In December, we wrapped up the first year of the AAAS Community Engagement Fellows Program (CEFP), funded by the Alfred P. Sloan Foundation. The first cohort of Fellows was made up of 17 scientific community managers working with a diverse range of scientific communities. We’ll be recruiting for Cohort Two later this year for a start date of January 2019.
Meanwhile, we’re continuing to share reflections from the 2017 Fellows on the Trellis blog. In today’s post, Andy Leidolf introduces his four part series, “The Community Manager’s Survival Guide: Building Social Capital in Large, Heterogeneous, Geographically Dispersed Research Networks.” You can catch up on all posts by the Fellows here.
Posted by Andy Leidolf, Coordinator, Honors Program, Utah State University, and Executive Director, Society for Freshwater Science. Leidolf served as iUTAH Assistant Director and Project Administrator from 2014-2018.
It’s Monday morning, 9 am. I am fresh off a two-week trip that seemed like a great idea when it was conceived three months ago. Confronted with the stark reality of my overflowing e-mail inbox, endless to-do lists spread across no less than three project management software applications, and the surly looks with which I am greeted by my co-workers, that axiom clearly no longer holds. In exactly four weeks, iUTAH EPSCoR will hold its last Annual Symposium and Summer All-hands Meeting, to cap off a successful 5-year run of advancing water science, training, education and outreach for the citizens of the state of Utah. And I am way behind.
I need to recruit people to introduce five invited talks of participants sharing their personal journeys with our project. I need to confirm 39 oral presentations spread among seven concurrent sessions. I need seven session chairs and one panel moderator. I need to sweet-talk/coerce/beg contacts at ten state institutions of higher education into convincing their top-level administrators to record a short video message congratulating iUTAH on its successes. I need to breathe. I need help. Fast.
And so the e-mails start going out in 30-second increments. By 10:30 am, the worst of the carnage is over. All there is left to do now is wait. Well, and move on to my next series of to-dos, judging by the “I am not happy with you” look on the face of our staff assistant.
Fast forward to Friday: I now have five project participants rearing to give the introduction of their lives, and to work with their respective charges on developing their talks. Thirty-seven oral presentations are confirmed—with only two retractions. I have a panel moderator. My Dropbox holds video testimonials from a university president, two provosts, two associate vice presidents for research, and a college dean. More are on the way. Seven concurrent sessions now have chairs, all of whom are not just eager for their tasks, but actually scoffed at the idea of me assembling the speaker bios for them: “Just ask them to send the bios directly to us,” they said. “One less thing for you to do.” Mind you, these are busy people. Wow.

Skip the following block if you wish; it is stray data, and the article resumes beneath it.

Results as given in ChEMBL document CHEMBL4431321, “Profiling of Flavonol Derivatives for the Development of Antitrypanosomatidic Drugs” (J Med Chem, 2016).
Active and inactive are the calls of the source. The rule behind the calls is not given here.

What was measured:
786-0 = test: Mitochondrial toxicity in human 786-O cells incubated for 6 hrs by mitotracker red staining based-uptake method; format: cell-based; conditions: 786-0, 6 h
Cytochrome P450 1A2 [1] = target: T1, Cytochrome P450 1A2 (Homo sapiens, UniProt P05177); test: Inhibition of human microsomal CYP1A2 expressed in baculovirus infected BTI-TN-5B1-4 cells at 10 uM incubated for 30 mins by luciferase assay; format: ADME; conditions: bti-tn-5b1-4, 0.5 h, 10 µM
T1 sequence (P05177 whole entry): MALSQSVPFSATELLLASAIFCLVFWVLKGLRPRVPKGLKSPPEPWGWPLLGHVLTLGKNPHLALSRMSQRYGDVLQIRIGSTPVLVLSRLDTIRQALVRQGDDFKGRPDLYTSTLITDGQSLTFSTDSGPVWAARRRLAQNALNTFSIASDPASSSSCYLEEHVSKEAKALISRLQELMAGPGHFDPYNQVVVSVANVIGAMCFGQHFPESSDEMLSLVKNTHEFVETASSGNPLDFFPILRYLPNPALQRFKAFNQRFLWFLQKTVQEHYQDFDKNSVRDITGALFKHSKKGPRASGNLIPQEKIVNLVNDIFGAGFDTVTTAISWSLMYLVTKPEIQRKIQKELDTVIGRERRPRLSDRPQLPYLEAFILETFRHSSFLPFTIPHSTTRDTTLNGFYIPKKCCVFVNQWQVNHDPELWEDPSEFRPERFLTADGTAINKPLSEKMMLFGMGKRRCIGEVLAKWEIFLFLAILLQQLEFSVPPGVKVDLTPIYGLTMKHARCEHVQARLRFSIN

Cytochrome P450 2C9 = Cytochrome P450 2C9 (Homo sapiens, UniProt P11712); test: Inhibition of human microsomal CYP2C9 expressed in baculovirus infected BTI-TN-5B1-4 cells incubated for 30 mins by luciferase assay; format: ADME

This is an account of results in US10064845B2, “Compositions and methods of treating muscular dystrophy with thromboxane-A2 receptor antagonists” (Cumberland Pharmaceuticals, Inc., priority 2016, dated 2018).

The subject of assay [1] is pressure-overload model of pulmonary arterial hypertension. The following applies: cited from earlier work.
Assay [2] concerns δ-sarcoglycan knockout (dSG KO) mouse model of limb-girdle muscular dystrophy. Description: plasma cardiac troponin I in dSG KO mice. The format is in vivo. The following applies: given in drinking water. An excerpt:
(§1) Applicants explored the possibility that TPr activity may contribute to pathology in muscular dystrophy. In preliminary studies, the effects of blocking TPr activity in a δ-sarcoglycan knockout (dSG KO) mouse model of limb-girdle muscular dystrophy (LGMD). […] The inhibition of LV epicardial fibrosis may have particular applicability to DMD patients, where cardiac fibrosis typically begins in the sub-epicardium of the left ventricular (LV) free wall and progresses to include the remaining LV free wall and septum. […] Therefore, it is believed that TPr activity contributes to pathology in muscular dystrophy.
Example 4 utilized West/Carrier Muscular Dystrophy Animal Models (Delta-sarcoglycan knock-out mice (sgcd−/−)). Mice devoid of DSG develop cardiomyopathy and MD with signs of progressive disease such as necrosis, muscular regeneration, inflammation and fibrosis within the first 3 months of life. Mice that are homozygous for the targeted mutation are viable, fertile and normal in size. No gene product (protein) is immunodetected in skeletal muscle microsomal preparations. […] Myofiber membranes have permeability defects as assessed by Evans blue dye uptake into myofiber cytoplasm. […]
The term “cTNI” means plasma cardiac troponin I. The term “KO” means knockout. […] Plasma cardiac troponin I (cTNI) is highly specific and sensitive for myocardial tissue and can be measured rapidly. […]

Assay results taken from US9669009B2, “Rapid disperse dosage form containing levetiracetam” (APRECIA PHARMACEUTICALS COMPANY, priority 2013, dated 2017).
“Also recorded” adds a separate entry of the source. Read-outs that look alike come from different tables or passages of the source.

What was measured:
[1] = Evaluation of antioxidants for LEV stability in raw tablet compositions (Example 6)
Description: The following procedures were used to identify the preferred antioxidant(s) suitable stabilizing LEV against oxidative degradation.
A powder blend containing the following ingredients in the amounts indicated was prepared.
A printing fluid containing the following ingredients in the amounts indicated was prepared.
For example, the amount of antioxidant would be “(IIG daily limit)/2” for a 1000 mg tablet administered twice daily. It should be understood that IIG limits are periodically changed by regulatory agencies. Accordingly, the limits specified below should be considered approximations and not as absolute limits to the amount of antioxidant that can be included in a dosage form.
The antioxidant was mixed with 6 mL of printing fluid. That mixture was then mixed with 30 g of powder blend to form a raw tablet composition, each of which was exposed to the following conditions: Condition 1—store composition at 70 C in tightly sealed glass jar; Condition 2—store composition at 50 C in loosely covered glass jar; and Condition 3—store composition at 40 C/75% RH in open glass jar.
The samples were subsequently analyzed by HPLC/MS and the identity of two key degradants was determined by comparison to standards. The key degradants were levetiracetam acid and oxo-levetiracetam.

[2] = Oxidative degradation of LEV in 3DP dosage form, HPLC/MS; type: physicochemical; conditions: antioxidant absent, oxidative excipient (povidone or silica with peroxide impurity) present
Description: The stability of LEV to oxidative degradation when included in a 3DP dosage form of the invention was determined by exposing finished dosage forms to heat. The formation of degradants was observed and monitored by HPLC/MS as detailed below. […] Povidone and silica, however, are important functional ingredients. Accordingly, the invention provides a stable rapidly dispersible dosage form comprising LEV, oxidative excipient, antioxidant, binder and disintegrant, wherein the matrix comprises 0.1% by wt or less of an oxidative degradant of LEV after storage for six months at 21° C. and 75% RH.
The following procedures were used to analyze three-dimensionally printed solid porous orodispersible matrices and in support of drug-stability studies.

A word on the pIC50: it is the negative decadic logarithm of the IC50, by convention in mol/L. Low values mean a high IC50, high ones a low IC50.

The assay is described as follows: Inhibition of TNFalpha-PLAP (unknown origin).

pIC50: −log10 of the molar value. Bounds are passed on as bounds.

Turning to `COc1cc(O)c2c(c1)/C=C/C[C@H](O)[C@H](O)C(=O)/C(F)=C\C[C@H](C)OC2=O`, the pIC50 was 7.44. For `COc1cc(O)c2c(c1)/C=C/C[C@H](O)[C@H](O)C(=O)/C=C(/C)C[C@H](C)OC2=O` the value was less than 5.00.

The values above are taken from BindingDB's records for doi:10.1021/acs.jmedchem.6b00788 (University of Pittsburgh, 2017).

So how did all of this come together so quickly?
Did I just get lucky? Maybe.
Am I simply fortunate to be working with awesome, motivated people? Absolutely.
Am I that awesome? I’ll take the Fifth, thank you very much.
If engaging with people is a community manager’s core competency, our currency is social capital. Social capital builds and maintains a reservoir of trust and good will that managers can tap to obtain wide-spread buy-in for new programs and initiatives; ensure rapid member activation in response to critical, time-sensitive asks; or promote general compliance with community workflows, processes, norms, and policies.
When I first assumed my position as Assistant Director and Project Administrator of iUTAH, a statewide research network involving over 800 current and former participants, eleven institutions of higher education, and over 100 partner organizations, there was no training manual on how to build social capital within this large, heterogeneous group. I had to make my own, a “Community Manager’s Survival Guide,” if you will. In the coming days, I will share some of the lessons learned over the past three years in a series of three blog posts that examine in more detail the tools and approaches I have used—some with more success than others—to negotiate the obstacles of engaging with my diverse constituency of R1 researchers, primarily undergraduate-serving institution (PUI) faculty, postdocs, graduate and undergraduate students, and non-academic partners.
Next: Emphasizing “Inreach” to Overcome Geographic Dispersion